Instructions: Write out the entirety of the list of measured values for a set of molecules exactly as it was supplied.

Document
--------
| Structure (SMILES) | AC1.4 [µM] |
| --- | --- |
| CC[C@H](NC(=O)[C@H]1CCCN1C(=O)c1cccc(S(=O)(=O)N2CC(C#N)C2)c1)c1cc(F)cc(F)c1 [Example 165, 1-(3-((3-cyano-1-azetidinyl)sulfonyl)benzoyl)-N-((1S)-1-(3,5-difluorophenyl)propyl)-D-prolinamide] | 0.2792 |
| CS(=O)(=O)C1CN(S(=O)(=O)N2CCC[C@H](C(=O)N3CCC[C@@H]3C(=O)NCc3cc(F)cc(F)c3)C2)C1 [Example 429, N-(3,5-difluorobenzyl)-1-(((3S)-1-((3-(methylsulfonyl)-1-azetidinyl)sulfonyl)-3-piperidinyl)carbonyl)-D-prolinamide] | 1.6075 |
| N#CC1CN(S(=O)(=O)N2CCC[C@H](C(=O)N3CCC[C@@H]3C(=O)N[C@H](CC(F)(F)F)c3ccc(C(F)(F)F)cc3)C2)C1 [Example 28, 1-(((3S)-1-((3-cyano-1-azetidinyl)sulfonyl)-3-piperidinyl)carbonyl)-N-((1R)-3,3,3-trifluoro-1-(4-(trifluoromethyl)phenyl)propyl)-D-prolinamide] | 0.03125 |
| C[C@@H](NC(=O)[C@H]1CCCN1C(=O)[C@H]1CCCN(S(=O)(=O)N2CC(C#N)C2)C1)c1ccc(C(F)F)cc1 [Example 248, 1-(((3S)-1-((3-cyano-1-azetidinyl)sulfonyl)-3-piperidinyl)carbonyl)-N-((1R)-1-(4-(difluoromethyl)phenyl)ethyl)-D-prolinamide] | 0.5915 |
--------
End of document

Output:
| Structure (SMILES) | AC1.4 [µM] |
| --- | --- |
| CC[C@H](NC(=O)[C@H]1CCCN1C(=O)c1cccc(S(=O)(=O)N2CC(C#N)C2)c1)c1cc(F)cc(F)c1 [Example 165, 1-(3-((3-cyano-1-azetidinyl)sulfonyl)benzoyl)-N-((1S)-1-(3,5-difluorophenyl)propyl)-D-prolinamide] | 0.2792 |
| CS(=O)(=O)C1CN(S(=O)(=O)N2CCC[C@H](C(=O)N3CCC[C@@H]3C(=O)NCc3cc(F)cc(F)c3)C2)C1 [Example 429, N-(3,5-difluorobenzyl)-1-(((3S)-1-((3-(methylsulfonyl)-1-azetidinyl)sulfonyl)-3-piperidinyl)carbonyl)-D-prolinamide] | 1.6075 |
| N#CC1CN(S(=O)(=O)N2CCC[C@H](C(=O)N3CCC[C@@H]3C(=O)N[C@H](CC(F)(F)F)c3ccc(C(F)(F)F)cc3)C2)C1 [Example 28, 1-(((3S)-1-((3-cyano-1-azetidinyl)sulfonyl)-3-piperidinyl)carbonyl)-N-((1R)-3,3,3-trifluoro-1-(4-(trifluoromethyl)phenyl)propyl)-D-prolinamide] | 0.03125 |
| C[C@@H](NC(=O)[C@H]1CCCN1C(=O)[C@H]1CCCN(S(=O)(=O)N2CC(C#N)C2)C1)c1ccc(C(F)F)cc1 [Example 248, 1-(((3S)-1-((3-cyano-1-azetidinyl)sulfonyl)-3-piperidinyl)carbonyl)-N-((1R)-1-(4-(difluoromethyl)phenyl)ethyl)-D-prolinamide] | 0.5915 |